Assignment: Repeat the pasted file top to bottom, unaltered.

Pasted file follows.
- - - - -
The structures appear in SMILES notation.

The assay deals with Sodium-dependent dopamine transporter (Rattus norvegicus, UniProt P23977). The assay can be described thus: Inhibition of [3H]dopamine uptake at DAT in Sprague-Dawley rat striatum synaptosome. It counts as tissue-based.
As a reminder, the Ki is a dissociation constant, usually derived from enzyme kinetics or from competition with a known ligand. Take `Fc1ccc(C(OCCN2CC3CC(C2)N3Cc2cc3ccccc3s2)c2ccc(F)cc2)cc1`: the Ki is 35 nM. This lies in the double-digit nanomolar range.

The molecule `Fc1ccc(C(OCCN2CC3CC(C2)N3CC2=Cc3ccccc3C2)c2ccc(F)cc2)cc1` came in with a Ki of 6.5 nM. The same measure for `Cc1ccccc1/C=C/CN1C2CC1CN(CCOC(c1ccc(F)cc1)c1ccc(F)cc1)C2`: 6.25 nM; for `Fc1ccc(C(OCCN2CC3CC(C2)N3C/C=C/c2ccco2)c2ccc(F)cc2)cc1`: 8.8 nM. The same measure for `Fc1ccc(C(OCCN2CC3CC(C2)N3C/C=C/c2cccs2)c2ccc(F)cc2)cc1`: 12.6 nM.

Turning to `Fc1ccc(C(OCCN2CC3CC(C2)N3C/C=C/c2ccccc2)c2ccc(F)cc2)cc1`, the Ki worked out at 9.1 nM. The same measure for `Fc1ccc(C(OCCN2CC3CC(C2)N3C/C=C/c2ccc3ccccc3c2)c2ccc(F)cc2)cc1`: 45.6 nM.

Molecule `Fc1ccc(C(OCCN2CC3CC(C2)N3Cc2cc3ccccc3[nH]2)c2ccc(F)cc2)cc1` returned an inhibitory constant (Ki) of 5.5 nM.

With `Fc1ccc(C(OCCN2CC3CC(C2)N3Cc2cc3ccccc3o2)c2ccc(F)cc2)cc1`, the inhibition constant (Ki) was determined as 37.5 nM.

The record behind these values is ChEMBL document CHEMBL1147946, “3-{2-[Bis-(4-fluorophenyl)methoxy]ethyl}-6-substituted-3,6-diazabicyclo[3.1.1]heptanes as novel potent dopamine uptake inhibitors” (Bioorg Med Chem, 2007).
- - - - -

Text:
The structures appear in SMILES notation.

The assay deals with Sodium-dependent dopamine transporter (Rattus norvegicus, UniProt P23977). The assay can be described thus: Inhibition of [3H]dopamine uptake at DAT in Sprague-Dawley rat striatum synaptosome. It counts as tissue-based.
As a reminder, the Ki is a dissociation constant, usually derived from enzyme kinetics or from competition with a known ligand. Take `Fc1ccc(C(OCCN2CC3CC(C2)N3Cc2cc3ccccc3s2)c2ccc(F)cc2)cc1`: the Ki is 35 nM. This lies in the double-digit nanomolar range.

The molecule `Fc1ccc(C(OCCN2CC3CC(C2)N3CC2=Cc3ccccc3C2)c2ccc(F)cc2)cc1` came in with a Ki of 6.5 nM. The same measure for `Cc1ccccc1/C=C/CN1C2CC1CN(CCOC(c1ccc(F)cc1)c1ccc(F)cc1)C2`: 6.25 nM; for `Fc1ccc(C(OCCN2CC3CC(C2)N3C/C=C/c2ccco2)c2ccc(F)cc2)cc1`: 8.8 nM. The same measure for `Fc1ccc(C(OCCN2CC3CC(C2)N3C/C=C/c2cccs2)c2ccc(F)cc2)cc1`: 12.6 nM.

Turning to `Fc1ccc(C(OCCN2CC3CC(C2)N3C/C=C/c2ccccc2)c2ccc(F)cc2)cc1`, the Ki worked out at 9.1 nM. The same measure for `Fc1ccc(C(OCCN2CC3CC(C2)N3C/C=C/c2ccc3ccccc3c2)c2ccc(F)cc2)cc1`: 45.6 nM.

Molecule `Fc1ccc(C(OCCN2CC3CC(C2)N3Cc2cc3ccccc3[nH]2)c2ccc(F)cc2)cc1` returned an inhibitory constant (Ki) of 5.5 nM.

With `Fc1ccc(C(OCCN2CC3CC(C2)N3Cc2cc3ccccc3o2)c2ccc(F)cc2)cc1`, the inhibition constant (Ki) was determined as 37.5 nM.

The record behind these values is ChEMBL document CHEMBL1147946, “3-{2-[Bis-(4-fluorophenyl)methoxy]ethyl}-6-substituted-3,6-diazabicyclo[3.1.1]heptanes as novel potent dopamine uptake inhibitors” (Bioorg Med Chem, 2007).